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things to do

Heels to Die For

Oh, yes honey – the high heel, the stiletto, the pump! The shit dreams are made of. We’re subconsciously trained since the days of Cinderella stories that they unlock doors to fairytales and fate, even love. It isn’t a surprise that a new pair of glamour could instantaneously brighten an ensemble, a mood or even a day. They are petite works (or in my size 9.5 case, canoelike works) of art that we slip into, but as we gently ease our soles into new heights, we also enhance our self confidence – transforming into a newer, stronger, better, sexier versions of ourselves. They elongate your legs, coerce you to work that booty during your sidewalk strut and, even sitting, command your attention. The pinching, ball-of-foot pain, truck driver walk on cobblestone streets and blisters are minor prices to pay for such beauty. In fact, there are some shoes that are SO special, you would bow down and thank the shoe gods for bestowing such a unique gift upon our outfits and eyesight. If shoes were a religion, there would have to be a church. Enter, Brooklyn Museum.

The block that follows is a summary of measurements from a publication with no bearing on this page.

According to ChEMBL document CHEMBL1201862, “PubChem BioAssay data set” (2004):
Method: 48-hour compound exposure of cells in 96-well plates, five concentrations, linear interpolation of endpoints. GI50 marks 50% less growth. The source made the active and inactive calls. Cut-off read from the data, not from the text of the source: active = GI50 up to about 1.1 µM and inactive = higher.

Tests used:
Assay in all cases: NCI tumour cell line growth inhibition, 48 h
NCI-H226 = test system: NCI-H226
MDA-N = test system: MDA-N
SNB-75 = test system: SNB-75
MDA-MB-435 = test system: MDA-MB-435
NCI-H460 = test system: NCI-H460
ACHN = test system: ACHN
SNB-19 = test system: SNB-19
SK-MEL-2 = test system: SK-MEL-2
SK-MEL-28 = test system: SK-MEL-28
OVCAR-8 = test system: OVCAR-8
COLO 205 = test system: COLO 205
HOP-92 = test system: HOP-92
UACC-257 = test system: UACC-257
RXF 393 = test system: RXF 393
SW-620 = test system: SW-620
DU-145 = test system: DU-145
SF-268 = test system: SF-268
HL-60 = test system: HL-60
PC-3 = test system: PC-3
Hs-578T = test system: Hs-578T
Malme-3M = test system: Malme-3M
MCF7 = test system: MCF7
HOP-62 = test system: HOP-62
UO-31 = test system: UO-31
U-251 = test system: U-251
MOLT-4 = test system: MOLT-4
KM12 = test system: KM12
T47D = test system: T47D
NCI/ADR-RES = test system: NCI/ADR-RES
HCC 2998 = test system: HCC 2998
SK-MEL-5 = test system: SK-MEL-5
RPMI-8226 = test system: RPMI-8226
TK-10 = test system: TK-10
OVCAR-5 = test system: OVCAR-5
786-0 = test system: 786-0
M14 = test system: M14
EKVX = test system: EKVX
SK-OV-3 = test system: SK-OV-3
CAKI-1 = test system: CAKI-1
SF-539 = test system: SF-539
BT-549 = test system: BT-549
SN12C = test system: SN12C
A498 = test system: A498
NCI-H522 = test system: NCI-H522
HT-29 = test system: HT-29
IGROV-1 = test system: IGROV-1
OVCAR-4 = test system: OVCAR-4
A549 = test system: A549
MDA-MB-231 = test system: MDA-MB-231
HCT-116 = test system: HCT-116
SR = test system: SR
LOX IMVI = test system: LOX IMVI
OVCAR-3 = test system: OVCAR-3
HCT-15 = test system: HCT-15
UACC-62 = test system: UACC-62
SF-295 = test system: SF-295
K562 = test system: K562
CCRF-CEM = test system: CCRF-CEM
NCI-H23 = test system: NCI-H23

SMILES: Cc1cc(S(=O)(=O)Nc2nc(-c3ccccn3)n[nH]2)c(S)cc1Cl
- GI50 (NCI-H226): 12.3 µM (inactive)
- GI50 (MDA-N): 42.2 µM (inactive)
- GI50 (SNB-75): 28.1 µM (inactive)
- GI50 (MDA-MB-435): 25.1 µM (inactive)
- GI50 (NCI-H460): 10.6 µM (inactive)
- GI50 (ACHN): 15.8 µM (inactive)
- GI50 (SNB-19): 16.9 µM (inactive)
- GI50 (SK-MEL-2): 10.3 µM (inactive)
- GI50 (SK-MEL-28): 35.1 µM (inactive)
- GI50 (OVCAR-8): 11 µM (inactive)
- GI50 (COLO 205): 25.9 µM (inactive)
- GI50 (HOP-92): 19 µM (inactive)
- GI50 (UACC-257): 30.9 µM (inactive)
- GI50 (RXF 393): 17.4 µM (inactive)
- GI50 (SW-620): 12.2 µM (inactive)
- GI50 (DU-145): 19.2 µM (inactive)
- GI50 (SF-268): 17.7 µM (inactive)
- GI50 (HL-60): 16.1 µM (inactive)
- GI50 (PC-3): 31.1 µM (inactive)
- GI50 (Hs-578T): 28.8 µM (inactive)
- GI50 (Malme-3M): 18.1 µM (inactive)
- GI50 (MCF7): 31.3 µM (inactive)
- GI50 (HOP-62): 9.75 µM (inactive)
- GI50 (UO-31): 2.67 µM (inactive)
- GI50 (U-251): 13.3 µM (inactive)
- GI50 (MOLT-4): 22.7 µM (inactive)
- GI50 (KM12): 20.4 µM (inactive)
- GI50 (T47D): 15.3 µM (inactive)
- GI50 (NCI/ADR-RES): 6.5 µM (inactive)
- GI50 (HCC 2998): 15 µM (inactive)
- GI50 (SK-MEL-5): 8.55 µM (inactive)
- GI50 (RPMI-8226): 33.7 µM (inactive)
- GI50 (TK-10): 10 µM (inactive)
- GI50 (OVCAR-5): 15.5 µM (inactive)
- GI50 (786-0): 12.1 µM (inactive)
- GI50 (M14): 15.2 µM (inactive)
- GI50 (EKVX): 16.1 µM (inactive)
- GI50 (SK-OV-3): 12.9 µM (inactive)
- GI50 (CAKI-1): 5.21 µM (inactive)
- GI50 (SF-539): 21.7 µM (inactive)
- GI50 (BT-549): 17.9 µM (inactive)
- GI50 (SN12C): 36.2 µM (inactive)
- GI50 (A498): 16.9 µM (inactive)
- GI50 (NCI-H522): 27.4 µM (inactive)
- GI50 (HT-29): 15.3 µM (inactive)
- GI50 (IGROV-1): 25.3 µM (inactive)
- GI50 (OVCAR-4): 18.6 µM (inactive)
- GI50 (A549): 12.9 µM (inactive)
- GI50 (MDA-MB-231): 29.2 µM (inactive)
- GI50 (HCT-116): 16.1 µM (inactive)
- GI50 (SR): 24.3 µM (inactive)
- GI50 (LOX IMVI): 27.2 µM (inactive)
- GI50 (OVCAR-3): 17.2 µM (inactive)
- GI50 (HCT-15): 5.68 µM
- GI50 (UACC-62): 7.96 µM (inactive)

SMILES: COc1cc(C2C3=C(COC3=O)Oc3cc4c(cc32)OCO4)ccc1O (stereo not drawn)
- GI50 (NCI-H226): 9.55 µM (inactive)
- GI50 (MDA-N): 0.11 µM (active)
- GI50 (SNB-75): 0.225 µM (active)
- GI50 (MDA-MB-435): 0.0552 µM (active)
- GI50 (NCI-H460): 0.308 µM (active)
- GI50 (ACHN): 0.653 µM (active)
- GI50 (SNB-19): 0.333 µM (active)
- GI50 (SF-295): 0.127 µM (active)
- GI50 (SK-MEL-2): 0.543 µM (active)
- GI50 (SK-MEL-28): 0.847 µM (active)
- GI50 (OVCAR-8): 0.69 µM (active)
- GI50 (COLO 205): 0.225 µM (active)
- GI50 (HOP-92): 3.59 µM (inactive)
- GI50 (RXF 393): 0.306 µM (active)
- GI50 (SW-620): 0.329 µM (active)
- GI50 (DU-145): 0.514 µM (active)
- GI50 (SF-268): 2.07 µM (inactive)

Nestled on the first floor is the Killer Heels: The Art of the High-Heeled Shoe exhibition, showcasing the history and evolution of these mini-stilts over hundreds of years. The exhibition is divided into six sections, inviting you to explore through rooms and corridors. I was entranced not only by the sculptural shoes, but by the stunning videos that are dedicated, and somewhat psychedelic, odes to fancy footwork.